Former U.S. Senator of Wisconsin Russ Feingold talks with students. (Katie Crawford)
U.S. Senator Russ Feingold returned to Lawrence for two weeks this Fall Term as the Stephen Edward Scarff Distinguished Visiting Professor. On Sept. 20, Feingold delivered a lecture in Stansbury Theatre relating to his book “While America Sleeps: A Wake Up Call for the Post-9/11 Era.” The speech, like the book, looked deep into the security and constitutional issues surrounding America since the Sept. 11 attacks.
Lawrence University previously hosted former U.S. Senator of Wisconsin Russ Feingold at its 2011 commencement. At that time, Lawrence recognized Feingold with an honorary Doctor of Humane Letters degree.
Following a standing ovation from a full venue, the senator opened up the floor to questions from the audience. Many of the inquiries were related to what the general public could do to improve the relationships between the United States and other countries. He suggested that the public should attempt to “promote global citizenship by learning about and exploring the international community.”
“I thought the speech was very interesting and engaging on such a broad range of topics. I’m looking forward to having him in my classes,” said sophomore Kerstin Brolsma.
In addition to his open lecture to the entire Lawrence and Appleton community as well as another lecture given on Tuesday, Feingold has lectured in nine different classes across four different departments. These courses include an international relations class, a statistics class, and a freshman studies class. He is spent between one and three days in each class where he discussed the issues in his book and beyond.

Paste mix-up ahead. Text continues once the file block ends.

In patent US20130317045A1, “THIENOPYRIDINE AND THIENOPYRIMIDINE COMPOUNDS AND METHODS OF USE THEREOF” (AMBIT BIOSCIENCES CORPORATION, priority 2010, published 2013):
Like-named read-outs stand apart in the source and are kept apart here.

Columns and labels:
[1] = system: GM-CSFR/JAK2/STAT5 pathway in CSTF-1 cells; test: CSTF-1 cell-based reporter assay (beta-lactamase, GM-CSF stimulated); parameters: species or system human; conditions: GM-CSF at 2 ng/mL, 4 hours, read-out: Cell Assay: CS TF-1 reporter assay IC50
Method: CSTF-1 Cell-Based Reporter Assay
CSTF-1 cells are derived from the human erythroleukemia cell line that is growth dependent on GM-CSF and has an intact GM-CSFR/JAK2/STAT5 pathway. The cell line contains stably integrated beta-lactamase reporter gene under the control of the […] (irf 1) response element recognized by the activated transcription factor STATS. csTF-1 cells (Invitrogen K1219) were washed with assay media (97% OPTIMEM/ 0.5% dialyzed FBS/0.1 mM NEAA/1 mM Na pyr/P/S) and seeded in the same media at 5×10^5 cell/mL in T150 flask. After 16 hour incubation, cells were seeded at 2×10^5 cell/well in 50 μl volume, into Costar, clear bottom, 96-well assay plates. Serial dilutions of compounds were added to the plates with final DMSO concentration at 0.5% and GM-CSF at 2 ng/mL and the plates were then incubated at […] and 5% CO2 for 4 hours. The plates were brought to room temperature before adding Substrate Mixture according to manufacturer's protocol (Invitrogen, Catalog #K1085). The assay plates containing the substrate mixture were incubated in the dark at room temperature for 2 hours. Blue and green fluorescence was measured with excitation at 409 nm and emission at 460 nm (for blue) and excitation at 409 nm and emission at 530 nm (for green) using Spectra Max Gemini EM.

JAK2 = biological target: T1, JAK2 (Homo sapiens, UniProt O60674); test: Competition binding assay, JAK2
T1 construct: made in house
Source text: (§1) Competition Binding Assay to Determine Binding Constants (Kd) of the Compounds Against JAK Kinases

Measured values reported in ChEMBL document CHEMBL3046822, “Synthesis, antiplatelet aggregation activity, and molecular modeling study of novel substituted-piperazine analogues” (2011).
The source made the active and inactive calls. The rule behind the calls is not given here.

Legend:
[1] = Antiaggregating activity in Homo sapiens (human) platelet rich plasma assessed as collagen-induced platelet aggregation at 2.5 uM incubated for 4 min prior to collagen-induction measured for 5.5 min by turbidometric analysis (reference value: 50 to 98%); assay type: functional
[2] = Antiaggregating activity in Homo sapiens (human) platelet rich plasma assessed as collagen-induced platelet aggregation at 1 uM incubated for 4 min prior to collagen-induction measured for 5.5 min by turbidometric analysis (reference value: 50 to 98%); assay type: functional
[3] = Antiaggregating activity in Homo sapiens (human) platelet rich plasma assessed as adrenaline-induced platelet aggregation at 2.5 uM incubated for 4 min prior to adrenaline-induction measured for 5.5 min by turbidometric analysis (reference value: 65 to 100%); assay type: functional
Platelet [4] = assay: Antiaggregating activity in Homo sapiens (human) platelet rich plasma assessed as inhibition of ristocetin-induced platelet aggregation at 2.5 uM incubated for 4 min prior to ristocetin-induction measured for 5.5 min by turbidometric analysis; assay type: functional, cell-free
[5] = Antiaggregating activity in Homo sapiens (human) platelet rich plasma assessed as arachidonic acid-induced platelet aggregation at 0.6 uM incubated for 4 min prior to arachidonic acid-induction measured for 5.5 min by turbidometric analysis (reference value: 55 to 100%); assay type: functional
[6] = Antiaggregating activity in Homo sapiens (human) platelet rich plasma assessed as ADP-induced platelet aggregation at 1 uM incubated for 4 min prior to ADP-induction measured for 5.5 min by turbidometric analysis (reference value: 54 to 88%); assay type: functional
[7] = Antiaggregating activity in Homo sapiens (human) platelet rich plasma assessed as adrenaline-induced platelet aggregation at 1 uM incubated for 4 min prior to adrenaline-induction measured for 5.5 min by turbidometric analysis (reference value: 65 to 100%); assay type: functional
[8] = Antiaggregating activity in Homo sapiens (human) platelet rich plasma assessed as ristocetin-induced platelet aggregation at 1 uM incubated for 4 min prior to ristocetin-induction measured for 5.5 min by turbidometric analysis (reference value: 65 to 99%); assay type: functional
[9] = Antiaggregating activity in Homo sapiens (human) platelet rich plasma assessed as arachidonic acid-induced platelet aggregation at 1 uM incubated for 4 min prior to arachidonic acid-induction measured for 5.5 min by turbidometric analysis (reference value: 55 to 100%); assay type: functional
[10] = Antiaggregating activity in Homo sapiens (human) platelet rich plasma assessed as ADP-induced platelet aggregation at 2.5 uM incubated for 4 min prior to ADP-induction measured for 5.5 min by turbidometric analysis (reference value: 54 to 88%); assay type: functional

Assistant Professor of Government Jason Brozek remarked on Feingold’s presence on campus: “We’ve been working with Senator Feingold and his staff for nearly a year on this visit, and I’m just ecstatic that it’s finally a reality.”
During his time in the U.S. Senate, he was the only senator to vote against the Patriot Act in 2001. The purpose of the Patriot Act is to “deter and punish terrorist acts in the United States and around the world, to enhance law enforcement investigation tools and other purposes.” Feingold opposed the act on the grounds that it was “not protecting the rights and freedoms of law-abiding Americans with no connection to terrorism.” He is also known for introducing the McCain-Feingold bill in 2002, which attempted to reform campaign financing in the United States.
Brozek commented on the importance of this visit for the Lawrence community: “Senator Feingold’s experience in the US Senate — especially on the Foreign Relations and Intelligence committees — during one of the most turbulent, interesting periods of international politics in recent memory is a one-of-a-kind opportunity for our students.”
Feingold was born in Janesville, Wisc.. He graduated from University of Wisconsin-Madison. Following this, he obtained a graduate degree from Magdalen College of Oxford as well as Harvard law. After being admitted to the Wisconsin state bar, he practiced law from 1979 to 1985. He served as a member of the Wisconsin State Senate from 1983 to 1993 and as a member of the United States Senate from 1993 to 2011.
This professorship was created in 1989 by the parents of Stephen Edward Scarff after his death in 1984. The professorship chair allows Lawrence to bring a person of distinction and unique global perspective to campus.